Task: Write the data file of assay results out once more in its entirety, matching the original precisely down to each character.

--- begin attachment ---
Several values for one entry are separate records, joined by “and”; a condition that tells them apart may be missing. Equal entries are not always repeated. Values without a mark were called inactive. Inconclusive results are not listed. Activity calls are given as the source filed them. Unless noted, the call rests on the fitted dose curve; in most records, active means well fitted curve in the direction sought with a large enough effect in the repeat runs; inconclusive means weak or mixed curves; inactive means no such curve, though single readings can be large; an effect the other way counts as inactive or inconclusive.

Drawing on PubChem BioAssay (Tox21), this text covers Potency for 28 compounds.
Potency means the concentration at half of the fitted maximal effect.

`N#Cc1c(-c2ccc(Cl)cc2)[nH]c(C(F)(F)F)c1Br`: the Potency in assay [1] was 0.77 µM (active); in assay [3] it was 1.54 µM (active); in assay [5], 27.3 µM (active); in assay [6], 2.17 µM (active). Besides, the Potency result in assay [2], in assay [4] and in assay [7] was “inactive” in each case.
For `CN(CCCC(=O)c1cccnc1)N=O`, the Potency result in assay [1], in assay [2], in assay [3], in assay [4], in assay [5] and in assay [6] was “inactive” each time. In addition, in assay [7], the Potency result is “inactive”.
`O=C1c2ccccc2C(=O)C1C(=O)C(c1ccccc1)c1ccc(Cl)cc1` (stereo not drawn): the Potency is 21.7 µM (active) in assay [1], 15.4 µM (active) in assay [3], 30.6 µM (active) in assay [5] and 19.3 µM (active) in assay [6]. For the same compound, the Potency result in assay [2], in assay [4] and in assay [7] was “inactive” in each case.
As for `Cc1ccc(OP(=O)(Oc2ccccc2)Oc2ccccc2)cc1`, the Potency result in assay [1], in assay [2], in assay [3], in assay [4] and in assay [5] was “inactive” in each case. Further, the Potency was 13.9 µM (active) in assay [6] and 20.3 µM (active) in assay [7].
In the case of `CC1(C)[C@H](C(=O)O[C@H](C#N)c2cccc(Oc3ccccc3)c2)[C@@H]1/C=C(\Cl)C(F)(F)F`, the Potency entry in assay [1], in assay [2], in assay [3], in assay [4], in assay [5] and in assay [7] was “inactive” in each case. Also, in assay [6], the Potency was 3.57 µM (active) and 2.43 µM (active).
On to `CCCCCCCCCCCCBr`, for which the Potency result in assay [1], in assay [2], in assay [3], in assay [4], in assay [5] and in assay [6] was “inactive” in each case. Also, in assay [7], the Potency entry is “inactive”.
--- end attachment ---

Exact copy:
Several values for one entry are separate records, joined by “and”; a condition that tells them apart may be missing. Equal entries are not always repeated. Values without a mark were called inactive. Inconclusive results are not listed. Activity calls are given as the source filed them. Unless noted, the call rests on the fitted dose curve; in most records, active means well fitted curve in the direction sought with a large enough effect in the repeat runs; inconclusive means weak or mixed curves; inactive means no such curve, though single readings can be large; an effect the other way counts as inactive or inconclusive.

Drawing on PubChem BioAssay (Tox21), this text covers Potency for 28 compounds.
Potency means the concentration at half of the fitted maximal effect.

`N#Cc1c(-c2ccc(Cl)cc2)[nH]c(C(F)(F)F)c1Br`: the Potency in assay [1] was 0.77 µM (active); in assay [3] it was 1.54 µM (active); in assay [5], 27.3 µM (active); in assay [6], 2.17 µM (active). Besides, the Potency result in assay [2], in assay [4] and in assay [7] was “inactive” in each case.
For `CN(CCCC(=O)c1cccnc1)N=O`, the Potency result in assay [1], in assay [2], in assay [3], in assay [4], in assay [5] and in assay [6] was “inactive” each time. In addition, in assay [7], the Potency result is “inactive”.
`O=C1c2ccccc2C(=O)C1C(=O)C(c1ccccc1)c1ccc(Cl)cc1` (stereo not drawn): the Potency is 21.7 µM (active) in assay [1], 15.4 µM (active) in assay [3], 30.6 µM (active) in assay [5] and 19.3 µM (active) in assay [6]. For the same compound, the Potency result in assay [2], in assay [4] and in assay [7] was “inactive” in each case.
As for `Cc1ccc(OP(=O)(Oc2ccccc2)Oc2ccccc2)cc1`, the Potency result in assay [1], in assay [2], in assay [3], in assay [4] and in assay [5] was “inactive” in each case. Further, the Potency was 13.9 µM (active) in assay [6] and 20.3 µM (active) in assay [7].
In the case of `CC1(C)[C@H](C(=O)O[C@H](C#N)c2cccc(Oc3ccccc3)c2)[C@@H]1/C=C(\Cl)C(F)(F)F`, the Potency entry in assay [1], in assay [2], in assay [3], in assay [4], in assay [5] and in assay [7] was “inactive” in each case. Also, in assay [6], the Potency was 3.57 µM (active) and 2.43 µM (active).
On to `CCCCCCCCCCCCBr`, for which the Potency result in assay [1], in assay [2], in assay [3], in assay [4], in assay [5] and in assay [6] was “inactive” in each case. Also, in assay [7], the Potency entry is “inactive”.